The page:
Intuitively it can be assumed that this structural ambiguity causes significant cognitive load. Eye tracking experiments have shown that indeed this is the case, suggesting that SOV languages are harder for SVO language speakers to learn than SVO languages are for speakers of an SOV language.

See "COGNITIVE AND LINGUISTIC FACTORS AFFECTING SUBJECT/OBJECT ASYMMETRY: AN EYE-TRACKING STUDY OF PRENOMINAL RELATIVE CLAUSES IN KOREAN" Language Vol. 86, No. 3 (SEPTEMBER 2010), pp. 546-582 (37 pages) Published by: Linguistic Society of America.

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From what I can gather based on the article cited below, left-branching structures are more accessible than right-branching ones to speakers with the opposite branching direction. This is the opposite result of what I expected; I thought right-branching languages would just be easier to parse across the board, but not by a significant amount.

The article points out that users of right-branching languages can make parsing decisions immediately and users of left-branching languages must delay these decisions -- or make speculative decisions using statistical or semantic information.

If there is indeed a difference between the strategies used by left-branching and right-branching language users for parsing, or a difference in the extent to which strategies from a common pool are used, then it is possible that the strategies favored by left-branching speakers will not carry over as well to a novel language. Or they might carry over better.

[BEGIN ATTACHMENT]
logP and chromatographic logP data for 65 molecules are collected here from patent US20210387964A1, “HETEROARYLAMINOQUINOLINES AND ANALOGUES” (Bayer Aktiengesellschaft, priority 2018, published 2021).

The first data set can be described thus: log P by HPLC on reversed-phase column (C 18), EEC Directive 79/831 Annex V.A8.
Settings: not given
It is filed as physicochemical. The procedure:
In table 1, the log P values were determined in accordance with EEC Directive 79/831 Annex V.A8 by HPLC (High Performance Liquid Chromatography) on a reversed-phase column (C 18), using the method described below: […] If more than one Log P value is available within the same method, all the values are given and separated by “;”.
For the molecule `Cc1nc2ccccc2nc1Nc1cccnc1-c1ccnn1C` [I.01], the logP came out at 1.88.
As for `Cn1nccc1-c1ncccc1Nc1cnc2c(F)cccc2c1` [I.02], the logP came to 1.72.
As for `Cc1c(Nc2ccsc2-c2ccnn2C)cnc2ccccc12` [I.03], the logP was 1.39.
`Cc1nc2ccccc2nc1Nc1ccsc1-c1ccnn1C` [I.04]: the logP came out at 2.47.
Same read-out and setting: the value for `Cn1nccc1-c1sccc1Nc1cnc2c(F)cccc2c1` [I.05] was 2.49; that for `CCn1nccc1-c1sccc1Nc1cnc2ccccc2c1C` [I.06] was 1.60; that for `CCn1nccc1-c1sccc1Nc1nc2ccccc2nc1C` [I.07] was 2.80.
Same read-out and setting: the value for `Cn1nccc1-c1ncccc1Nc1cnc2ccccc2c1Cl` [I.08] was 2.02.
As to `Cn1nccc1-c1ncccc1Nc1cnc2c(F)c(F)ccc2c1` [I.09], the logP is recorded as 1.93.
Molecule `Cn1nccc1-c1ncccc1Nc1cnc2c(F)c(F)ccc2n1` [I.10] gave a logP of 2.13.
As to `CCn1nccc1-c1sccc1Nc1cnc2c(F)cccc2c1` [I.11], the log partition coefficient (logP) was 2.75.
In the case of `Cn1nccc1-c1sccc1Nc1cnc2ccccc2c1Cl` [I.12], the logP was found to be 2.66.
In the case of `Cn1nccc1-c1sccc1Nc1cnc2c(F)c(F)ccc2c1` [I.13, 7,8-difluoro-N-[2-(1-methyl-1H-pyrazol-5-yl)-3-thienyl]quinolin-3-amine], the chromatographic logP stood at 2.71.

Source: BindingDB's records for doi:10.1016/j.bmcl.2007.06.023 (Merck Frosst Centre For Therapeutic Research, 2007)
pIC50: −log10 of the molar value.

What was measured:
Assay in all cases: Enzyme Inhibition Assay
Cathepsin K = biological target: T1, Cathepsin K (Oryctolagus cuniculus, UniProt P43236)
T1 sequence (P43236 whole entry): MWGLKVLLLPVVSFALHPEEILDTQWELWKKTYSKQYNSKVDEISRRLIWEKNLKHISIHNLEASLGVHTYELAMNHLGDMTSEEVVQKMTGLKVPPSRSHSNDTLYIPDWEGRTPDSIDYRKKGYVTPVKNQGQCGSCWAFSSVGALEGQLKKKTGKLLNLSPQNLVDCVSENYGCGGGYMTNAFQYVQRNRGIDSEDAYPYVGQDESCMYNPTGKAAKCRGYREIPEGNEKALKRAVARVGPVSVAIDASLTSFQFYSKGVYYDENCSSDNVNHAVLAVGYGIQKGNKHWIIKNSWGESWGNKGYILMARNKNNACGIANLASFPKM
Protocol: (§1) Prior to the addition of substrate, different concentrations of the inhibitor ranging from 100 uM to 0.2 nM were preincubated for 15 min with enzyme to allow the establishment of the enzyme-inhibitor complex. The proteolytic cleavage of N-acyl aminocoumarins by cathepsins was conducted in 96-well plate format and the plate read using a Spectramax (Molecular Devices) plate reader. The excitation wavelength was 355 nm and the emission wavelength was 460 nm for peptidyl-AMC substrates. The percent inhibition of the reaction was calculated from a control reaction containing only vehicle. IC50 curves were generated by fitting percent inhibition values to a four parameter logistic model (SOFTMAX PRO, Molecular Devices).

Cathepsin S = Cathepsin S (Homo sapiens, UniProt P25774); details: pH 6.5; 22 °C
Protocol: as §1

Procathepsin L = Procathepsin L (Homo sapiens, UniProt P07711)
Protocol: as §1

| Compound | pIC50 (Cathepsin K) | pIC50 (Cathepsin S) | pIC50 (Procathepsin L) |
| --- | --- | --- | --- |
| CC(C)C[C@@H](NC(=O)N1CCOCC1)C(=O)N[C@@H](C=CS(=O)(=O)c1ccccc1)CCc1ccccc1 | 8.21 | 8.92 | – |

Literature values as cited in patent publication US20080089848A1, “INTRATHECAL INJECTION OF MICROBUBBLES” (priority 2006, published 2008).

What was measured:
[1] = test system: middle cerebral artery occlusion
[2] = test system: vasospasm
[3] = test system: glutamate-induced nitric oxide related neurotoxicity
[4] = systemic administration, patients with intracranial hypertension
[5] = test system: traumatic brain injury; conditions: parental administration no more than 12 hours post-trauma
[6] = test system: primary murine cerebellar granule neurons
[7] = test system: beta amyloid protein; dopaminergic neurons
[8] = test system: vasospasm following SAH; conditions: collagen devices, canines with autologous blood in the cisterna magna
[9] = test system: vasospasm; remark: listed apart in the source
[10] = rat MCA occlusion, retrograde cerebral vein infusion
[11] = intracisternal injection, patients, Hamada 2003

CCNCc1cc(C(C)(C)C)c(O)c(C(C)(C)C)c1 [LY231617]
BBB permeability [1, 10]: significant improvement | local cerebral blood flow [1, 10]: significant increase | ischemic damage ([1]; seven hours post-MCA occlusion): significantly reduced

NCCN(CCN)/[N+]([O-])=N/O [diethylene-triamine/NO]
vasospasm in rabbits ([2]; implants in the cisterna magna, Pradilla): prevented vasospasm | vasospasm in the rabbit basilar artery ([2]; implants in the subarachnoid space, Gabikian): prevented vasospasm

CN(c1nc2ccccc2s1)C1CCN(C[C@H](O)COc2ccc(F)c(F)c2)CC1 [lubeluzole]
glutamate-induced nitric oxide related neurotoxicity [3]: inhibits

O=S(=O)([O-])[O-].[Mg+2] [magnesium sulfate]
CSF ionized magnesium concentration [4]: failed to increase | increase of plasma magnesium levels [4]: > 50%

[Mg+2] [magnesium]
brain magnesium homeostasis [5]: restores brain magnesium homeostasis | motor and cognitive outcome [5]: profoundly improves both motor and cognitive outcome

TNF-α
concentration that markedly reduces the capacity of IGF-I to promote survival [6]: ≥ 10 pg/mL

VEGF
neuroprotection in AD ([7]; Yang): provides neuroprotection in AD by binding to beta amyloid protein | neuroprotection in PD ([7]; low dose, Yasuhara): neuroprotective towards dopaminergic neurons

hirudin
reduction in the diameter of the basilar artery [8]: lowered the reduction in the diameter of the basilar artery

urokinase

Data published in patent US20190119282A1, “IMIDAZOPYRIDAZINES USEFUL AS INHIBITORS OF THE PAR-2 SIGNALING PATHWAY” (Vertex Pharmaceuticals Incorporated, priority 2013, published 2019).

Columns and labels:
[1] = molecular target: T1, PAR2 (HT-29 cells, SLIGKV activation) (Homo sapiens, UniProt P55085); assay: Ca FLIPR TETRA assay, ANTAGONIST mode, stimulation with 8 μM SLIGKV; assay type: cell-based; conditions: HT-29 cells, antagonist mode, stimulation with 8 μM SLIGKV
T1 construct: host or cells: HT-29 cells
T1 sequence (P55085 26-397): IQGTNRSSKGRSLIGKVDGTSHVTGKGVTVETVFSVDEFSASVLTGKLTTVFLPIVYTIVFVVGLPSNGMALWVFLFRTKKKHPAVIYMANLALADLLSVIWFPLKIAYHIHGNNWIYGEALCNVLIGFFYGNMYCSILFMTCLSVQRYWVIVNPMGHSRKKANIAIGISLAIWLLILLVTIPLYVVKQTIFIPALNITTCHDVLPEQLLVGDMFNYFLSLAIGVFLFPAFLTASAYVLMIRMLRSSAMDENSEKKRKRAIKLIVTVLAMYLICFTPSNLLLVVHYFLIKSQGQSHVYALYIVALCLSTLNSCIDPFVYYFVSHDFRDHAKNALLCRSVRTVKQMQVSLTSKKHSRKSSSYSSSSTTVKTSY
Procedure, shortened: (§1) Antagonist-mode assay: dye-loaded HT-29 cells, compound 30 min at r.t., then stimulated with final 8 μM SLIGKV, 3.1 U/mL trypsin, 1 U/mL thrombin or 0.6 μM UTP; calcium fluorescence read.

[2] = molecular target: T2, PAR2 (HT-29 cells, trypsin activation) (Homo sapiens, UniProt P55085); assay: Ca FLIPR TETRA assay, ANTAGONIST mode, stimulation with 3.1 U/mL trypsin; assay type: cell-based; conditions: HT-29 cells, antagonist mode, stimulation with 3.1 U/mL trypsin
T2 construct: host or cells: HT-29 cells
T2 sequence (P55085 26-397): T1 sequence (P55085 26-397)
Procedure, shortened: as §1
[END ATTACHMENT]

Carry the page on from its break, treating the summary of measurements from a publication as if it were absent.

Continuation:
This article, published in Nature, is about an experiment exploring the differences in working memory performance for initial and final stimuli in speakers of left and right-branching languages. It contains the following remark as part of its background material before the experiment.

Speakers seem to develop a "bias" toward the branching direction more common in their language, so that LB structures are harder to process for RB speakers (due to the higher working memory needed to retain the intermediate products of computation 67,68,69; see 70 for experimental evidence), but they are more accessible than RB structures for LB speakers 65, 71, 72.

If I'm interpreting the above sentence correctly, this means that speakers of right-branching languages are better able to interpret left-branching structures than vice versa.

Here are the references cited in that sentence (and 66 because bulleted lists are forced to be numbered consecutively).

  1. Mazuka, R. & Lust, B. In Proceedings of NELS 18 (eds Blevins, J., Cart, J.), 333–356 (Univ. of Massachusetts, Amherst, 1988).

  2. Pienemann, M. (ed.) Cross-linguistic aspects of Processability Theory (John Benjamins Publishing CO, Amsterdam, 2005).

  3. Frazier, L. & Fodor, J. A. The sausage machine: a new two-stage parsing model. Cognition 6, 291–325 (1978).

  4. Gibson, E. Linguistic complexity: locality of syntactic dependencies. Cognition 68, 1–76 (1998).

  5. Kemper, S. & Kliegl, R. (eds) Constraints on language: aging, grammar, and memory (Kluwer Academic Publishers, Boston, 2002).

  6. Friederici, A. D., Chomsky, N., Berwick, R. C., Moro, A. & Bolhuis, J. J. Language, mind and brain. Nat. Hum. Behav (2017).

  7. Lust, B. & Mazuka, R. Cross-linguistic studies of directionality in first language acquisition: response to O’Grady, Suzuki-Wei and Cho, 1986. J. Child Lang. 16, 665–684 (1989).

  8. Lust, B. (ed.) Studies in the acquisition of anaphora (Kluwer, Boston, 1986).